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Last Updated: Wednesday 1st November 2023

Resetting the Recursion Limit in Python

What Is The Recursion Limit?

A recursive function is one that calls itself, looping through data to generate a result. However, in Python, there is a limit to the number of times a function can call itself. The limit is set to the maximum depth of Python’s interpreter stack. 

Python's default recursion limit is 1000, meaning that Python won't let a function call on itself more than 1000 times, which for most people is probably enough.

You can check the recursion limit on your machine by running the sys.getrecursionlimit() command. 

What Causes It To Be Exceeded?

The limit exists because allowing recursion to occur more than 1000 times doesn't exactly make for lightweight code.

For this reason, giving a large input to a recursive function results in a “maximum recursion depth exceeded” error. 

Bear in mind that you may see this error even if a recursive function calls itself less than 1000 times. This is because the recursion limit is not set to an exact number of recursions – it is set to the maximum depth of the stack.

Many developers encounter this error when running factorial, DFS, or similar algorithms with large inputs. 

Competitive programmers are no strangers to this error, either. It often makes an appearance on most platforms they use. 

How Can It Be Changed?

If, however, you find yourself in need of a higher recursion limit, there is a way to override the default limit and reset it to a number of your choice. This isn't exactly recommended, because it can definitely slow your code down, but on the occasion that it needs to be done, here's how you can do it:

How To Set The Recursion Limit

Let's say you want to set the limit to 1500. All you really need is to set a variable to 1500 followed by one line of code.

import sys

Remember: only take advantage of this method if it's absolutely essential.

Does The Recursion Limit Affect Performance?

Yes, increasing the recursion limit tends to slow down execution in order to accommodate for the large number of recursive calls.

Note that there is a ceiling to how high you can set the recursion limit, and the highest possible value is platform-dependent. If a program requires deep recursion, running it on a platform that supports the highest recursion limit is ideal.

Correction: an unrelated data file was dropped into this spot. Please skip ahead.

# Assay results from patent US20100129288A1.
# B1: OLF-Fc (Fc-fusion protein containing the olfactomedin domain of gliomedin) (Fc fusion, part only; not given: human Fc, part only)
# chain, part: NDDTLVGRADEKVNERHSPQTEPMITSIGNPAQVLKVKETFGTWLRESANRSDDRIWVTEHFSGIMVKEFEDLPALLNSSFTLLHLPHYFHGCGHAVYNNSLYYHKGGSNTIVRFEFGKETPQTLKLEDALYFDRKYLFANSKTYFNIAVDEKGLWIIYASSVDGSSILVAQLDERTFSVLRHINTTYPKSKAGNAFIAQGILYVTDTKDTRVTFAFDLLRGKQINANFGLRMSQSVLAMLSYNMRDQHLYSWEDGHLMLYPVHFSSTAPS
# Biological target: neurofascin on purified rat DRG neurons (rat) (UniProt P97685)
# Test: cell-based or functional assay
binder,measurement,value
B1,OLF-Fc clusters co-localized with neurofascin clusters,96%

But even then, the recursion limit shouldn’t be set to a massive value, as it can crash the machine. 

Why “Does Maximum Recursion Depth Exceeded” Error Appear?

The typical recursive function is written with the recursive calls at the beginning of the function. The returned value of the recursion is then used to solve the function. 

In simple words, the final return value of a typical recursive function is only calculated when all the recursive calls return some value.  

However, this isn’t the case if you write a ‘tail recursive’ function. In these recursive functions, the statements and calculations are written first. The recursive call is made in the end.

This way, the statements and calculations of the original function are passed to the next recursive call. 

When this happens, the stack frame of the function being called is the only one that is needed. 

In other words, regular recursive functions push new entries into the call stack as necessary. The functions are popped from the stack when they return a value. But tail recursive functions use only one stack entry for all the recursive functions involved. 

This way, the tail recursive functions make for optimal memory utilization, as even with a large input, there is no chance for a stack overflow. This technique is known as tail recursion optimization.

Programming languages such as C and lisp support this kind of optimization. But unfortunately, Python’s interpreter is not equipped for this type of optimization. Python imposes a recursion limit of 1000 to prevent stack overflow. 

How to Increase the Size of the Stack to Run a Large Number of Recursions

Let’s say you wanted to run a recursive function that calls itself about a million times. You can try increasing the recursion limit to this number, which Python will allow you to do. 

However, when you try running the large recursive function, there’s a good chance of encountering a segmentation fault.

The good news is that you can increase the size of the Python stack to get around this issue. You can use the resource module from the standard library for this purpose, but this module is only available on Unix. It doesn’t work on macOS or Windows.

Running the resource.getrlimit() method will give you the soft and hard limit of the stack. So, you could run:

# (8388608, -1)

 Where resource.RLIMIT_STACK represents the current maximum size of the stack. In our example above, the softlimit is 8388608 B, which equals eight megabytes. The hard limit is -1, which means the hard limit is unlimited. 

You can change these values with the resource.setrlimit() method. Enabling deep recursion in Python is just a matter of changing the soft limit to a value appropriate to the number of recursive calls involved in your function. 

As an example, here’s a look at how you can set the soft limit to -1:

resource.setrlimit(resource.RLIMIT_STACK, (-1, -1))